Army Veteran Dad Completes 176,200 Pushups to Raise Awareness About His Cancer Type

An army veteran dad completes 176,200 pushups to raise awareness about his rare cancer type. He specifically chose that number because it is the number of people diagnosed with the same cancer he has.

Best way to inform others about the rare disease

Late last year, doctors diagnosed Nathan Tirey with chronic lymphocytic lymphoma. He has done an average of 484 pushups every day since 2020 has started as he battles blood cancer. He believes it is the perfect way to honor patients with the same condition and inform the public of the rare form of cancer.

The Ohio State University, Comprehensive Cancer Center-James Cancer Hospital & Solove Research Institute, shared Tirey's goal. To raise awareness about the illness, the dad-of-two does the pushups to drive home the number of people affected by the rare disease.

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He said that he is not going to let the cancer change who he is. He noted that he would put one foot in front of the other to fight the illness every day and said that the pushups symbolize it. He is participating in the clinical trial by Ohio State University.

Usually, people with CLL will have enlarged lymph nodes, fever, fatigue, and upper abdomen pain, according to Mayo Clinic. Those patients also have weight loss, night sweats, and frequent urination.

Uploads video clips of the exercise

The 41-year-old dad started the challenge, then he uploaded videos on the YouTube channel, "Pushing Through Cancer." He told OSUCCC-James that it is not something where he is splicing a bunch of video clips together.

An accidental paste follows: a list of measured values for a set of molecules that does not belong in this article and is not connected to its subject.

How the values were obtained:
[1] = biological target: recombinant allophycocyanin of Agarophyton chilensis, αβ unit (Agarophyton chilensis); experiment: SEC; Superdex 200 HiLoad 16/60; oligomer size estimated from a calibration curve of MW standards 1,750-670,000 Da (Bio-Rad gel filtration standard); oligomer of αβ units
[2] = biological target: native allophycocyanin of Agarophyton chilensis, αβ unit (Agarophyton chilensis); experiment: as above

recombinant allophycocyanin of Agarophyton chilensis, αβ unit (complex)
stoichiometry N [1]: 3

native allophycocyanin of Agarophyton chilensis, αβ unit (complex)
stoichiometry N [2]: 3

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He said that he wants to be authentic by showing the real struggle of cancer treatments. The oncologist responsible for Tirey's treatment, Dr. Jennifer Woyach, explained what her patient goes through. She said that while Ibrutinib shows promising results, she noted that there are also cons.

According to the hospital, Dr. Woyach said that the drug is very effective, as they have seen in previous studies. But she also noted that apart from being pricey, the drug could also produce uncomfortable side effects.

Wants patients to go back to normal lives

Dr. Woyach added that it is amazing that they can tell their patients that they are finding something to help them with their illness. She also noted that they are looking for something to help their patients get back to living their normal lives.

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Dr. Woyach explained that they want their patients to go back to work or babysit their grandchildren or take a vacation they have been planning to do.

Tirey did his last 150 pushups earlier this month to complete his goal. He also had his two children finish the same workout beside him in his videos. He told the hospital about his hopes that others could find strength in his videos. The veteran dad believes that exercise would always make you feel better even during tough days.

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